(Retrospective) Observations on a Troubled City

This post comes from Johan Boxstaens, one of the Belgian members of the Action. In it, he reflects on visiting Belfast, and on the work we did there at out recent meeting.

Belfast International Airport – Wednesday October 22th, 8PM

A special moment: thanks to the COST action I finally set foot on Northern-Irish soil for the first time. Although I’ve visited the nearby Republic of Ireland numerous times, for some reason I never made it to Belfast. If I think about it now, that is kind of strange. To me, Northern Ireland, the ‘Troubles’ and especially the city of Belfast have always had some kind of mythical aura thanks to music from U2 & Rory Gallagher, but especially because of Tom. When I was a teenager, Tom – who lived in Belfast – would come over to Belgium every year for the summer holidays. He used to stay at my best friend’s house and for a few years we spent most of the summer together. Every year, Tom had new stories on what was happening in the Conflict between Republicans and Loyalists in the whole of Northern-Ireland but especially in his hometown. He was the first to introduce me to the concept of ‘the Troubles’. Tom was a very passionate storyteller. Of course he only told us his side of the story: Tom was Catholic and to him all Protestants were the enemy. He spoke about the IRA, the UVF and how they fought their war on the streets of Belfast. At first I thought it was pretty exciting. In the small Belgian village where I grew up in nothing ever happened and, as a 14-year old, I was attracted to the romantic idea of ‘fighting for a just cause’. But all that changed abruptly on a sunny day in the summer of 1991…

My best friend Hans, Tom and myself were out riding our bikes when all of the sudden we heard a very loud bang. When I looked behind me to see what was going on, I only saw Hans on his bike. A few moments later, we realized that Tom had dived instinctively into a ditch on the side of the road as soon as he heard the noise. We found him shaking all over, terrified and not able to speak for several minutes. That’s when it hit me: there was (and still is) nothing ‘romantic’ about the Troubles at all…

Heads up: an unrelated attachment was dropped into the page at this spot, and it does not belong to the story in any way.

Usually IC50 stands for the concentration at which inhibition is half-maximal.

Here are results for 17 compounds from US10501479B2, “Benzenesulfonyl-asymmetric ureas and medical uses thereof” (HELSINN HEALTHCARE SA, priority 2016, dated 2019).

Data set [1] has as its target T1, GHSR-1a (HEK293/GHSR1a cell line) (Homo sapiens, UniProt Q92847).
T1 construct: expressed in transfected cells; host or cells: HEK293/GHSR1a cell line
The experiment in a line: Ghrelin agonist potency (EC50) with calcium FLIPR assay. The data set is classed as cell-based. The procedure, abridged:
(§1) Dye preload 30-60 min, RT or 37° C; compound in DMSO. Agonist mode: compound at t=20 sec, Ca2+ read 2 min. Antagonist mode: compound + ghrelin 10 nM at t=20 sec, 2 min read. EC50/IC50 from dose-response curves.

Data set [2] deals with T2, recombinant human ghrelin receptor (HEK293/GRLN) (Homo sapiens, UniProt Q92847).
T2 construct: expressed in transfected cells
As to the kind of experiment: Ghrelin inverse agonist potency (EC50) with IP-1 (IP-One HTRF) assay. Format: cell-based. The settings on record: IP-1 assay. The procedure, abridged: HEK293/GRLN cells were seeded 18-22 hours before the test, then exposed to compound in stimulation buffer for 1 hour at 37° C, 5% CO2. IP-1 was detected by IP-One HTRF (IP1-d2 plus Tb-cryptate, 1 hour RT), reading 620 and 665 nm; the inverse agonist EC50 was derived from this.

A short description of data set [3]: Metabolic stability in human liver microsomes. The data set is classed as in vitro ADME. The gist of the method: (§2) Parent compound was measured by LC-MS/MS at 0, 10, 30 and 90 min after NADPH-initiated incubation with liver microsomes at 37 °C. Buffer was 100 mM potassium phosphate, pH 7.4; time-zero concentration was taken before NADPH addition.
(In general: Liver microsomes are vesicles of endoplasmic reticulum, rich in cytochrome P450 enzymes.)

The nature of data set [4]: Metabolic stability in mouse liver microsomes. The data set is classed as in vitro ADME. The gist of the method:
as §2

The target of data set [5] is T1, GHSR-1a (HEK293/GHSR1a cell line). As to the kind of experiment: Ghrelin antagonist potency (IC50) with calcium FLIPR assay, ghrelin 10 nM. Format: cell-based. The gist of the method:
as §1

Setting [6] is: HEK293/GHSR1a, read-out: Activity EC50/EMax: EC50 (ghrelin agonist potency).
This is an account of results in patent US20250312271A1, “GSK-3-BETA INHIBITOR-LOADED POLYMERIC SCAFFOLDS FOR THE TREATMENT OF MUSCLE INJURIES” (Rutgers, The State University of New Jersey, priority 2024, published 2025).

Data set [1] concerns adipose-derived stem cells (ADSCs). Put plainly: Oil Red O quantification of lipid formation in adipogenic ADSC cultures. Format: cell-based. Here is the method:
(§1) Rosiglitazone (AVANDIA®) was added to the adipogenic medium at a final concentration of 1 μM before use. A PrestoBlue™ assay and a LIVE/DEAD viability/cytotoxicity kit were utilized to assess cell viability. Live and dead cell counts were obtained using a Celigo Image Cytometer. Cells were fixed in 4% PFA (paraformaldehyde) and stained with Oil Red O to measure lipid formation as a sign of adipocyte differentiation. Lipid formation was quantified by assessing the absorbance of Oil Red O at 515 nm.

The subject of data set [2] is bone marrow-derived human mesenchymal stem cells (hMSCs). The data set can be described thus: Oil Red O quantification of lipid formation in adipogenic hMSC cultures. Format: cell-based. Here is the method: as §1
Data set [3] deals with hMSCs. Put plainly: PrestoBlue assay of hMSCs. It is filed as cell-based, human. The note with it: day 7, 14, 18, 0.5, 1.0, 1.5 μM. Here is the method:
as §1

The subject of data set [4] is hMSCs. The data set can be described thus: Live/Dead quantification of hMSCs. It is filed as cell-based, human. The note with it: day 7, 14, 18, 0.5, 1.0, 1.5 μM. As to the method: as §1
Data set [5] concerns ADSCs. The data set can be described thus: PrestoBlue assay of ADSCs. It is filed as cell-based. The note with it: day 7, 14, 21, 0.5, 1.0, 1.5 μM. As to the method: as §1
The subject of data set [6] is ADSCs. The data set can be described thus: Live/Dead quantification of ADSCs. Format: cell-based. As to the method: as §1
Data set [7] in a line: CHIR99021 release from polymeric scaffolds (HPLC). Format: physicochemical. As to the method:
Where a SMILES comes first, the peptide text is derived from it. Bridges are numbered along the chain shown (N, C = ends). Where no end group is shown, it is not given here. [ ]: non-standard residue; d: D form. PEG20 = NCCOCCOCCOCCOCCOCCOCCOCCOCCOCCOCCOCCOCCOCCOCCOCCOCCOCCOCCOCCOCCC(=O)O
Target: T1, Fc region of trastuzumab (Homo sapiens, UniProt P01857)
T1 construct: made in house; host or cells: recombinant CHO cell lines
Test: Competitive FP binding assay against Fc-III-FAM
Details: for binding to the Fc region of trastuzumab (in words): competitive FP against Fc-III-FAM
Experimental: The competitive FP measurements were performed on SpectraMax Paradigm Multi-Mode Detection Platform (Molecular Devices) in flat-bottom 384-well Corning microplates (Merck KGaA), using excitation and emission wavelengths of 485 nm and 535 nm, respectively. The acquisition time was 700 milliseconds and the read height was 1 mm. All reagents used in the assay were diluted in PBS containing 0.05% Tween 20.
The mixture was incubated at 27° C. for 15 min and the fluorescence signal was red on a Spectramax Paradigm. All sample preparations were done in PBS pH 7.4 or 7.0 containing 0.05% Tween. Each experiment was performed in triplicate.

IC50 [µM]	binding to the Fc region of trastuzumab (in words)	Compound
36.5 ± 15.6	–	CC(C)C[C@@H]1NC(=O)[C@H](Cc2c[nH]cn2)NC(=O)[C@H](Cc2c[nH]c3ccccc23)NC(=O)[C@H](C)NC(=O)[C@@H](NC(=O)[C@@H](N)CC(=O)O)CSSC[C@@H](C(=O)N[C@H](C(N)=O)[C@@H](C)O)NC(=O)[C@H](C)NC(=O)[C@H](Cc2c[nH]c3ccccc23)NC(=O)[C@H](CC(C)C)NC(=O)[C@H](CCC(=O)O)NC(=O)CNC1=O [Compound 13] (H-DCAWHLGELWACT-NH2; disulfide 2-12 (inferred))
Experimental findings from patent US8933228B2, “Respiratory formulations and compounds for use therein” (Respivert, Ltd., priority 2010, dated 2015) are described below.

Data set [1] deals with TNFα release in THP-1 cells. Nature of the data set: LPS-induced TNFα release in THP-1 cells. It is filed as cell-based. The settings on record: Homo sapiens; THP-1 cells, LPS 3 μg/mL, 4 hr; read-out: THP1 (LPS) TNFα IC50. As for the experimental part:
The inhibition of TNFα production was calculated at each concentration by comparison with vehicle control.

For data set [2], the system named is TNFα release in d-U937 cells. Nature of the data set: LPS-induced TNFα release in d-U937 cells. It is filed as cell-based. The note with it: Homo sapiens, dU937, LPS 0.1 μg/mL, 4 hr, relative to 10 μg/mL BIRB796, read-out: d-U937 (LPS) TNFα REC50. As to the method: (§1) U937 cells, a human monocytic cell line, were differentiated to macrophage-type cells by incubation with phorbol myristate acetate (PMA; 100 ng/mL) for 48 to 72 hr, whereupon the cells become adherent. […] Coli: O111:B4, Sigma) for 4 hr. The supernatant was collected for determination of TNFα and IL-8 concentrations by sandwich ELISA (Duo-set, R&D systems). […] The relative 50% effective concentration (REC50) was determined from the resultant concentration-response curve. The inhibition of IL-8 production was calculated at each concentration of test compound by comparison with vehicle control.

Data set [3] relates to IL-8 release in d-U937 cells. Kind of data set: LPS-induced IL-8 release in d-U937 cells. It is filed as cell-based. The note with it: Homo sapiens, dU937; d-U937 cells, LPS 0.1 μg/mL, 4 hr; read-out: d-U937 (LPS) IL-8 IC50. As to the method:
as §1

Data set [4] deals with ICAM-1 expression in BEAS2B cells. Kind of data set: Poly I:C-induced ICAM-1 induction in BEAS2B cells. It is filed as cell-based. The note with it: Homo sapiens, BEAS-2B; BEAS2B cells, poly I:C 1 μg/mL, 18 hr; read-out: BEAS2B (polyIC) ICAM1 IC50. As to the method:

Belfast wall

West Belfast – Thursday October 23th, 5PM

After a productive meeting in our working group on practicing supervision and the three subgroups, Nicola Carr arranged a visit to West Belfast, an area of the city most profoundly affected by the Conflict. Sixteen years after the signing of the peace agreement, Coiste, an organization of former political prisoners is giving guided tours through what used to be their battlefield. More than twenty years after the ‘Tom-incident’, I hear both sides of the story: the first guide gives us the Republican insight on the Troubles, the second one tells us the Loyalist version. Different style, different story but also shared emotions, a shared ‘peace wall’ and similar memorial sites. When we step out of the bus for a short stop at an IRA memorial, kids who are playing in the street don’t greet us with the traditional request for sweets or a penny, but by shouting ‘peace, peace’…  After a short tour, the bus takes us back to the city centre with plenty of things to think about. Back in my hotel room I struggle with an ambivalent feeling: apparently the Troubles as we knew them really are history, but on the other hand the physical environment of West Belfast (the gates, the ‘peace wall’, the cages to protect people’s houses, the murals, …) very much keeps the history alive even after sixteen years of peace. My goodness folks…

Belfast tour

Belfast – Youth Action – October 24th, second day of the meeting

After the traditional dinner of the night before, the start of the second day of the meeting is a little slower than the first one. Before lunch, every working group works hard to finish what they planned to do and new plans for the future are made. In the plenary session after lunch every group presents the progress they’ve made. In my opinion, all presentations show that the COST action really begins to bear fruits: special issues of journals are being planned, methodological issues are being addressed, abstracts are written, tools are constructed, questions are starting to get answered and we could even applaud the fact that the first funds have been found to do (small scale) research. In the next weeks and months researchers and practitioners in the 22 participating jurisdictions will be very busy following up on what we achieved so far. So the COST-story continues and although it seems relatively far away and a lot of work has to be done in the meantime, I’m already looking forward to our next meeting and the conference in Athens in April 2015. I hope to see you all again there and then!

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